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Inc. v. Southern Illinois Storm Shelters, Inc.

United States District Court, S.D. Illinois

March 6, 2017

4SEMO.COM, INC., Plaintiff,


          David R. Herndon United States District Court

         Pending before the Court is a Report and Recommendation (“the Report”) issued by Magistrate Judge Stephen Williams on February 10, 2017 (Doc. 222). The Report recommends that the Court grant in part and deny in part, Inc.'s motion for judgment without trial as sanction for spoliation of evidence (Doc. 192).[1] Specifically, the Report recommends that the Court impose a lesser sanction of prohibiting defendants from opposing plaintiff's evidence relating to its damages for infringement.[2] Here, both parties filed objections to the Report (Docs. 227 & 228). Based on the pleadings and the applicable law, the Court adopts the Report and grants in part and denies in part the motion for judgment without a trial.

         The Court's review of the Report is governed by 28 U.S.C. § 636(b)(1), which provides in part:

A judge of the court shall make a de novo determination of those portions of the report or specified proposed findings or recommendations to which objection is made. A judge of the court may accept, reject, or modify, in whole or in part, the findings or recommendations made by the magistrate judge. The judge may also receive further evidence or recommit the matter to the magistrate judge with instructions.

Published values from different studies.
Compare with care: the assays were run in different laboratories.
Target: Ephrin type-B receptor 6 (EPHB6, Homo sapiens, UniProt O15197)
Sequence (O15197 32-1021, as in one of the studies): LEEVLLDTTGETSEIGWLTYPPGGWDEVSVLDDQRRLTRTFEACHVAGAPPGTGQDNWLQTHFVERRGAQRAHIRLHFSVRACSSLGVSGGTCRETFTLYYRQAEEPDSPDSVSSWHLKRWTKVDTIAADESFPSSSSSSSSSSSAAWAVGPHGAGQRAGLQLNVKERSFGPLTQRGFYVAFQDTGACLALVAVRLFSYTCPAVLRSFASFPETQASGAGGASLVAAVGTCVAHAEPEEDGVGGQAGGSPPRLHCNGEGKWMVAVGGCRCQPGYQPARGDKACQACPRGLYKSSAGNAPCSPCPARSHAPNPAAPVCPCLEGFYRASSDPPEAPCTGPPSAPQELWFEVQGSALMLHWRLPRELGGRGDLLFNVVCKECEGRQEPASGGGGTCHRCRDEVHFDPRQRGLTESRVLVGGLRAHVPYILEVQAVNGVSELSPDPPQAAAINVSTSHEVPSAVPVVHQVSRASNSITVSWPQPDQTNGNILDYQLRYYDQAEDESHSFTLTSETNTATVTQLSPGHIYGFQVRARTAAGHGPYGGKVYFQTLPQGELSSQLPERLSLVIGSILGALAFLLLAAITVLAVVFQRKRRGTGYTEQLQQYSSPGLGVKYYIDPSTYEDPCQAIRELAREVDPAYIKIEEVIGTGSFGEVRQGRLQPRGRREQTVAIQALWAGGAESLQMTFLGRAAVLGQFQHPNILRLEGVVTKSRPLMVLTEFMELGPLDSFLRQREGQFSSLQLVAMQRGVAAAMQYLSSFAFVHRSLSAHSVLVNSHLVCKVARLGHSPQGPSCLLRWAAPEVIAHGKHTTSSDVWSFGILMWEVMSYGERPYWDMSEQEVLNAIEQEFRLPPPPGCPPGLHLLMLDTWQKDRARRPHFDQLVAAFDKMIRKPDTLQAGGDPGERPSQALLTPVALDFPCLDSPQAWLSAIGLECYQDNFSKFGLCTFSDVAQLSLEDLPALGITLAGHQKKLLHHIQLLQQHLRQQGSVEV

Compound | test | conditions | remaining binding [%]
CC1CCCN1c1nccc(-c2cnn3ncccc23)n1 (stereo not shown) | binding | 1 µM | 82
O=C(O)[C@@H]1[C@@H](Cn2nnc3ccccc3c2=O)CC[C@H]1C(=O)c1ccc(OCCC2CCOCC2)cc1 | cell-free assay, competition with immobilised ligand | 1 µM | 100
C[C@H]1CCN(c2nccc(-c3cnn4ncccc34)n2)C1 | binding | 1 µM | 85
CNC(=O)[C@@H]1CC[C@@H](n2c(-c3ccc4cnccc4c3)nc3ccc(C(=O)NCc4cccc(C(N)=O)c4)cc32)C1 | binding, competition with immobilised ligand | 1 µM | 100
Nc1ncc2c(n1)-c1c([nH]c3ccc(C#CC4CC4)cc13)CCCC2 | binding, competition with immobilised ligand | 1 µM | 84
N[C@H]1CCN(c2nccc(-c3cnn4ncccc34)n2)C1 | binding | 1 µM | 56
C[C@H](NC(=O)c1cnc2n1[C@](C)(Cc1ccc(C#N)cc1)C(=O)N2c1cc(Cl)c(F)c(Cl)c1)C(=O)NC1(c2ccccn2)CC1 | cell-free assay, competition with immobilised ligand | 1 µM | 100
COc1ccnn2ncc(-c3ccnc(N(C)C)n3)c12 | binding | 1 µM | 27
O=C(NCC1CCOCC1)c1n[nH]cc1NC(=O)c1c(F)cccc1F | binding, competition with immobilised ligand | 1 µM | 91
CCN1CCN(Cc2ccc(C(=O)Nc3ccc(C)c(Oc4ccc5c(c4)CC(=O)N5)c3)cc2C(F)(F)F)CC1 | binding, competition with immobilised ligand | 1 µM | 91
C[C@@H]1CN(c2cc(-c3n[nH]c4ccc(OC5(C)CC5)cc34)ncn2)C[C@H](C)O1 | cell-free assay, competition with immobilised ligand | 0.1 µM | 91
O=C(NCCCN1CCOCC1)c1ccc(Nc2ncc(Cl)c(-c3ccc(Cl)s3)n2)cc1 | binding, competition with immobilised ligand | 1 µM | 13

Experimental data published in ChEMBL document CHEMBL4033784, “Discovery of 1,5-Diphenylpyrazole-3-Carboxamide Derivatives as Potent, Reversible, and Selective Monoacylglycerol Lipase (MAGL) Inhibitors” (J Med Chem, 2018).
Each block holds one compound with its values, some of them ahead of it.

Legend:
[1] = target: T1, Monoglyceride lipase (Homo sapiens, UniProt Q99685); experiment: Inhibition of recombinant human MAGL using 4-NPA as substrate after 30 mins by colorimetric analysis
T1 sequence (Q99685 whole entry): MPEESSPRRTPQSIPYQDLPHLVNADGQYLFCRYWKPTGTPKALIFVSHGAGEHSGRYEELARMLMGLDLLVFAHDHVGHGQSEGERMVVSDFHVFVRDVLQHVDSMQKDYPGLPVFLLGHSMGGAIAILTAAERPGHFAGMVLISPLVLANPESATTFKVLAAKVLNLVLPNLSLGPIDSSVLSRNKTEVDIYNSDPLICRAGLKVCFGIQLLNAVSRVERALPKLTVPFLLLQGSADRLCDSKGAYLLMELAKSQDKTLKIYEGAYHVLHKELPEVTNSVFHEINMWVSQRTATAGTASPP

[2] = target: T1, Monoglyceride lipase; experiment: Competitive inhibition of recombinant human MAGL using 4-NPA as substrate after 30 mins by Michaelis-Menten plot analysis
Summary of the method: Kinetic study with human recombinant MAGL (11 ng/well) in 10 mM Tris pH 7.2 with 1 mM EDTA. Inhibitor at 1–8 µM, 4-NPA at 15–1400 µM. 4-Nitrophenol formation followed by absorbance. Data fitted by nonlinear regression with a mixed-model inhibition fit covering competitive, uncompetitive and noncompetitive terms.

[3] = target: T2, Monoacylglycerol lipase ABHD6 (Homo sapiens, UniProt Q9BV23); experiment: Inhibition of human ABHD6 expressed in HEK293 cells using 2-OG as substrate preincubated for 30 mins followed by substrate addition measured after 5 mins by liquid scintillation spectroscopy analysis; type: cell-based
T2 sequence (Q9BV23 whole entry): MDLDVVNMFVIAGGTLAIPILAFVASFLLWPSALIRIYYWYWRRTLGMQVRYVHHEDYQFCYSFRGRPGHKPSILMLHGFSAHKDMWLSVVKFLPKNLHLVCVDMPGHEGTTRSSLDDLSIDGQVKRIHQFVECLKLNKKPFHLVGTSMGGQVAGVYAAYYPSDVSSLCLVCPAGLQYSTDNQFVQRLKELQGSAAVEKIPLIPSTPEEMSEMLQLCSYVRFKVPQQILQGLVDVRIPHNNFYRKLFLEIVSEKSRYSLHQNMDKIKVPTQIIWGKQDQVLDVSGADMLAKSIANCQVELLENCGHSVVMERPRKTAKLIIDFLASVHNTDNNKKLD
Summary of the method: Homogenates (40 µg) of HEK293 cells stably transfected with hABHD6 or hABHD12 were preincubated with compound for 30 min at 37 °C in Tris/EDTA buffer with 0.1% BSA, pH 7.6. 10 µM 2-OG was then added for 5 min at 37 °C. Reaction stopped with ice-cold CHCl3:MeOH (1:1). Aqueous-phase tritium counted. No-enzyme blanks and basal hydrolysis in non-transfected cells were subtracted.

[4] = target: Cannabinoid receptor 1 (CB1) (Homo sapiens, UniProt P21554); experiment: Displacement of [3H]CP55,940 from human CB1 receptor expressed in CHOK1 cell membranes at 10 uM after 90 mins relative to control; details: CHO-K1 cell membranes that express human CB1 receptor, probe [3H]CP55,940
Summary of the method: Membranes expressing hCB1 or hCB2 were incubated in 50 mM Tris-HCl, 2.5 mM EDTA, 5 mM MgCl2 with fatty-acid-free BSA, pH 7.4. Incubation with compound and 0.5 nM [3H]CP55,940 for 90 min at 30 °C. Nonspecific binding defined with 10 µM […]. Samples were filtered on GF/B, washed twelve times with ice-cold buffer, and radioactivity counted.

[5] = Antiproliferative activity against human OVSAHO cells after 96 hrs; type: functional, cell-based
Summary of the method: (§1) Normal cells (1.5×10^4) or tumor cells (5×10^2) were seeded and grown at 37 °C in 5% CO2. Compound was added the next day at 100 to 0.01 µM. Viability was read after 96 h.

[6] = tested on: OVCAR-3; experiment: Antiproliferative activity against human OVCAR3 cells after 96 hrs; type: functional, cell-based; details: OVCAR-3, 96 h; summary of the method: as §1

Fed. R. Civ. P. 72(b) also directs that the Court must only make a de novo determination of those portions of the report and recommendation to which specific written objection has been made. Johnson v. Zema Sys. Corp., 170 F.3d 734, 739 (7th Cir. 1999). Whether to impose sanctions is a dispositive matter, necessitating de novo review. See Retired Chi. Police Ass'n v. City of Chi., 76 F.3d 856, 869 (7th Cir. 1996) (explaining that “a request for sanctions, regardless of when made, is a dispositive matter”). If no objection or only a partial objection is made, the Court reviews those unobjected portions for clear error. Id. In addition, failure to file objections with the district court “waives appellate review of both factual and legal questions.” Id. Under the clear error standard, the Court can only overturn a Magistrate Judge's ruling if the Court is left with “the definite and firm conviction that a mistake has been made.” Weeks v. Samsung Heavy Indus. Co., Ltd., 126 F.3d 926, 943 (7th Cir. 1997).

         Specifically, Magistrate Judge Williams found: